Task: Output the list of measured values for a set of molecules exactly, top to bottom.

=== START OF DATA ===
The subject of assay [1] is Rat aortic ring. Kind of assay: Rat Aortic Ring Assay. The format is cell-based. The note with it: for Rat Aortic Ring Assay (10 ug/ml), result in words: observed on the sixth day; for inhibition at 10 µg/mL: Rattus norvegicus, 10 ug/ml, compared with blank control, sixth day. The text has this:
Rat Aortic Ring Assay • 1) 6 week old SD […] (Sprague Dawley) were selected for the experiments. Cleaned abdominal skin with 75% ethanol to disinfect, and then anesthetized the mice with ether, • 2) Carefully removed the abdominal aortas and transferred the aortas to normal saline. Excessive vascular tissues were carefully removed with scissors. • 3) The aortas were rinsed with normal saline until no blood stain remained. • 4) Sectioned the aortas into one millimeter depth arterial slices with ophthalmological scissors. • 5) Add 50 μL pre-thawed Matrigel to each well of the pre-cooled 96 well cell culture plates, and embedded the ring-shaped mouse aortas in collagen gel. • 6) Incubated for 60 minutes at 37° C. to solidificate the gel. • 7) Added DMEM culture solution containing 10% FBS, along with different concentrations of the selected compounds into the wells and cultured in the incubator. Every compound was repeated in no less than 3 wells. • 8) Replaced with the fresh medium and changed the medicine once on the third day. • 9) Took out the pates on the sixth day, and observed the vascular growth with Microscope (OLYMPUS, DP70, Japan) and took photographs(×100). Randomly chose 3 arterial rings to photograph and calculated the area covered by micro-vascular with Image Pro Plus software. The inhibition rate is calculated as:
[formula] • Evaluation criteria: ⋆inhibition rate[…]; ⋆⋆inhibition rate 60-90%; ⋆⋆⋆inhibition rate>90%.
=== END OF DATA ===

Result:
The subject of assay [1] is Rat aortic ring. Kind of assay: Rat Aortic Ring Assay. The format is cell-based. The note with it: for Rat Aortic Ring Assay (10 ug/ml), result in words: observed on the sixth day; for inhibition at 10 µg/mL: Rattus norvegicus, 10 ug/ml, compared with blank control, sixth day. The text has this:
Rat Aortic Ring Assay • 1) 6 week old SD […] (Sprague Dawley) were selected for the experiments. Cleaned abdominal skin with 75% ethanol to disinfect, and then anesthetized the mice with ether, • 2) Carefully removed the abdominal aortas and transferred the aortas to normal saline. Excessive vascular tissues were carefully removed with scissors. • 3) The aortas were rinsed with normal saline until no blood stain remained. • 4) Sectioned the aortas into one millimeter depth arterial slices with ophthalmological scissors. • 5) Add 50 μL pre-thawed Matrigel to each well of the pre-cooled 96 well cell culture plates, and embedded the ring-shaped mouse aortas in collagen gel. • 6) Incubated for 60 minutes at 37° C. to solidificate the gel. • 7) Added DMEM culture solution containing 10% FBS, along with different concentrations of the selected compounds into the wells and cultured in the incubator. Every compound was repeated in no less than 3 wells. • 8) Replaced with the fresh medium and changed the medicine once on the third day. • 9) Took out the pates on the sixth day, and observed the vascular growth with Microscope (OLYMPUS, DP70, Japan) and took photographs(×100). Randomly chose 3 arterial rings to photograph and calculated the area covered by micro-vascular with Image Pro Plus software. The inhibition rate is calculated as:
[formula] • Evaluation criteria: ⋆inhibition rate[…]; ⋆⋆inhibition rate 60-90%; ⋆⋆⋆inhibition rate>90%.